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Azure IoT play biggest yet amongst mega cloud vendors

Azure IoT Suite may be the first major cloud platform to cover the spectrum of collecting, analyzing and presenting data from Internet of Things devices.

The Internet of Things has quickly become an area for mega public cloud vendors to stake their claims, and Microsoft...

has made the biggest statement yet.

The Azure IoT Suite, which will be available later this year, is expected to be the first end-to-end set of cloud tools and APIs for collecting, analyzing and presenting data from Internet of Things (IoT) devices.

The move for a simplified answer to IoT across industries comes as more vendors push into the space and just days after public cloud market leader Amazon purchased startup 2lemetry, Inc., a company that makes middleware to connect sensors to back-end processing systems.

Big data analytics is used all over the place, and this provides Microsoft another way to be relevant in the cloud market, said Jack Gold, analyst and principal at J. Gold Associates in Northborough, Mass. Some businesses that have historically used remote sensors or collected large swaths of data utilize these new capabilities, while others are "pretty much nowhere" in being able to translate the data into actionable results, he added.

"They want Azure to be the repository and ultimately the back-end engine," Gold said. "It's great to be collecting all that data, but it's no good unless you can do something useful once it's generated."

It's great to be collecting all that data, but it's no good unless you can do something useful once it's generated.
Jack Goldanalyst and principal at J. Gold Associates in Northborough, Mass.

It wouldn't be surprising to see Microsoft and other vendors follow Amazon with acquisitions this year to bolster their offerings as the IoT grows, Gold said.

Gartner in December forecasted the number of connected devices to reach 25 billion by 2020. 

The IoT Suite expands on Azure Intelligent Systems Service, which became available last April and is designed to connect, manage and collect data from sensors and other devices. By integrating that into Azure, IT pros can manage the flow of data, analyze it and package it in a presentable manner, according to Microsoft.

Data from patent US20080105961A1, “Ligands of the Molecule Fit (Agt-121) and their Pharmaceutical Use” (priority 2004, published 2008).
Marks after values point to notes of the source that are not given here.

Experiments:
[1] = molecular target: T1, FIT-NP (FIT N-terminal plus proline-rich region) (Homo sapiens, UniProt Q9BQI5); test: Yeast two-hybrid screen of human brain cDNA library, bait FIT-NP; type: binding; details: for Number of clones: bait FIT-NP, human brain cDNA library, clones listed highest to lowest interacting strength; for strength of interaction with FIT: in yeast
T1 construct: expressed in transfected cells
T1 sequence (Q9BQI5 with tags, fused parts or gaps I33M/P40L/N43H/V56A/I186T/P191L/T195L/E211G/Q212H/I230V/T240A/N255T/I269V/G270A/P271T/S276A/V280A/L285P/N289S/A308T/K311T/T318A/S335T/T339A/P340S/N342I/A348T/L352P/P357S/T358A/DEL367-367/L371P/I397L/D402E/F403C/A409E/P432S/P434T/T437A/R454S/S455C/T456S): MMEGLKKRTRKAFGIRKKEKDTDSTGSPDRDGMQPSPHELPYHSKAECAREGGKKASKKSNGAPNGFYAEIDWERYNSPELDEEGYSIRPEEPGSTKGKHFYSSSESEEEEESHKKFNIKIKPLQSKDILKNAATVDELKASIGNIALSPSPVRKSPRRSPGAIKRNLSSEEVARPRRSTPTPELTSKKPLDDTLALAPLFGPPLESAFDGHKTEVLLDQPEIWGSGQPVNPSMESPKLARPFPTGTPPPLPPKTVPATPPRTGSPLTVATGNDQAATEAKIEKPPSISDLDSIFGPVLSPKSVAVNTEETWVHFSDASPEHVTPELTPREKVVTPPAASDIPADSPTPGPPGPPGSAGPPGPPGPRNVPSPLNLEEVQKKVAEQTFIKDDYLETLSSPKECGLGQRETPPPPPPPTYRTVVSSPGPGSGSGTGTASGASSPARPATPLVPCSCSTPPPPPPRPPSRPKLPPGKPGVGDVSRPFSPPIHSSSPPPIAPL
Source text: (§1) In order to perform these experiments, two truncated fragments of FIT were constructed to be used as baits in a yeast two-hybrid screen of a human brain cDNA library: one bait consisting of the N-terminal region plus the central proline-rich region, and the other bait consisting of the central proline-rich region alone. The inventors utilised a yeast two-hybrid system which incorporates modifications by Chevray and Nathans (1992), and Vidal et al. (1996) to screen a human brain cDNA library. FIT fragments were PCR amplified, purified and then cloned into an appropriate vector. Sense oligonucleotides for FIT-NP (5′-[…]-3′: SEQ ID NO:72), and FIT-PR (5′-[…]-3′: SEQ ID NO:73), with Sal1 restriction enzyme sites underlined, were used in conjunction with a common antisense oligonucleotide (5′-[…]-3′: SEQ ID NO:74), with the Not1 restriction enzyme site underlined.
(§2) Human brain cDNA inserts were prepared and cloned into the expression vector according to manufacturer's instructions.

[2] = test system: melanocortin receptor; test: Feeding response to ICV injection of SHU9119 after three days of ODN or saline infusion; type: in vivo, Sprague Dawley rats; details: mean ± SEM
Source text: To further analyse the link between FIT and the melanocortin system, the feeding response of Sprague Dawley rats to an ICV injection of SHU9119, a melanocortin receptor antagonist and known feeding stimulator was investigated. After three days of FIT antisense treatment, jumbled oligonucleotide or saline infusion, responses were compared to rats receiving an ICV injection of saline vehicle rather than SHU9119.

Azure IoT Suite will include Azure Stream Analytics, which will be generally available in April to process large-scale, real-time data from IoT devices. Pricing for the suite is not yet available.

Windows10 and Power BI

In addition to the suite, Windows 10 IoT will be a version of the operating system designed specifically for IoT devices. Those upgrades, as well as the planned connection to Excel cloud servicePower BI, fill a void in the IoT and analytics market, said Ravi Chandran, CTO for Chicago-based Xtreme Data, Inc., which operates a big data analytics platform based on an SQL engine on Azure and most of the other major public cloud platforms.

"These are standard components that are going to become more standard reference architecture across a whole bunch of industries," Chandran said.

Xtreme Data is considering using a number of the services connected to the Azure IoT Suite, but the integration of IoT into Windows10 also is important for Microsoft’s IoT ambitions. The light-weight OS is geared toward a variety of Internet-accessible devices beyond laptops and servers, Chandran said.

"When you have to connect millions of things, you've got to have a small footprint, so that's the starting point of Windows 10," Chandran said.

IoT not new ground for Microsoft

Several mega vendors are jumping into this space, but one of Microsoft's advantages is that it has invested in embedded solutions for more than a decade in a broad variety of uses outside of all-purpose computing, including the manufacturing and automotive industries, said Alfonso Velosa III, research director at Gartner, Inc., based in Stamford, Conn. Part of the challenge this rollout starts to address is how to take that data out of these devices and process it securely so different parts of the enterprise can access it, he said.

"This is the culmination of a couple years' worth [of effort] from Microsoft, where they have been really looking at this portfolio and the requirements from customers in a broad set of industries," Velosa said.

There isn't really a full suite of IoT tools out there already because there isn't an IoT market, per se, Velosa said. The IoT tools for one market don't translate to another for a variety of reasons, and each sensor must be optimized for specific industries, companies and locations.

"A lot of these things for data protocols or different approaches to different business models haven't been fully fleshed out," Velosa said.

Amidst a rapidly changing landscape for the nascent field, Microsoft has maintained a consistent IoT management team that has been willing to adapt its strategy as the industry changes, Velosa said. One of the most encouraging parts of the Azure IoT Suite is how it differentiates from the introduction of Azure Intelligent Systems Service last April by meeting the current market realities with a suite that is more flexible and involves more partners, he added.

Trevor Jones is the news writer for SearchCloudComputing. You can reach him at tjones@techtarget.com.

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I see the advantage of compiling data in the cloud but sending all of the data from sensors into the cloud is too much.
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